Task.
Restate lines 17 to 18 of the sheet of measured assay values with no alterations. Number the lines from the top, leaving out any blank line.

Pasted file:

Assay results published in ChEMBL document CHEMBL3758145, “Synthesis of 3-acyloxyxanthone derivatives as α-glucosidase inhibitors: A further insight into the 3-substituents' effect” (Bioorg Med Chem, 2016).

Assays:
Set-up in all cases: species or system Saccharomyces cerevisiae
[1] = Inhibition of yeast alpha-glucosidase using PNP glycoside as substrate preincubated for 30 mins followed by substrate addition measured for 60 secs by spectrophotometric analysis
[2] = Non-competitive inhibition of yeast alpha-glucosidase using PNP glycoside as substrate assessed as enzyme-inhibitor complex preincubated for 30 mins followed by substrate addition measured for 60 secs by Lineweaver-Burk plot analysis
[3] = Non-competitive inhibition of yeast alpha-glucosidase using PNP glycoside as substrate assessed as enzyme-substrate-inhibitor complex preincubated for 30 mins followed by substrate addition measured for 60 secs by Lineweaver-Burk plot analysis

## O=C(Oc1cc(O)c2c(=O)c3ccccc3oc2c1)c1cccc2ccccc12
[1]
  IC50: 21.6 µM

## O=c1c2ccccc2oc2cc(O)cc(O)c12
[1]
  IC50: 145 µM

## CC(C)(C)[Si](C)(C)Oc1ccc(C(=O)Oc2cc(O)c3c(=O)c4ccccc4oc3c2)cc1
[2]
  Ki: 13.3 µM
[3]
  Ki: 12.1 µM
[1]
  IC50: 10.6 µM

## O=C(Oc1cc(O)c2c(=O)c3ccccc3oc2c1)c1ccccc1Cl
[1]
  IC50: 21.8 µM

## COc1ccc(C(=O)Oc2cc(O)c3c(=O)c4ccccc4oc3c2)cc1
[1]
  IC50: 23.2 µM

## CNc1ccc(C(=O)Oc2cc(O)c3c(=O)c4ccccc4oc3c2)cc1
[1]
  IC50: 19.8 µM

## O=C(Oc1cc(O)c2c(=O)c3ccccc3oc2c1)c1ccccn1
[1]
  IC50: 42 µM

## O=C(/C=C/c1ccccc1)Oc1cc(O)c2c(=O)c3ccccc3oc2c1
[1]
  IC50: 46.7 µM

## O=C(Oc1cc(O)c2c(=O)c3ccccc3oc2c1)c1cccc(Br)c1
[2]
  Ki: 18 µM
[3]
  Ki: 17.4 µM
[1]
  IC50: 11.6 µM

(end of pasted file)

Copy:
  Ki: 12.1 µM
[1]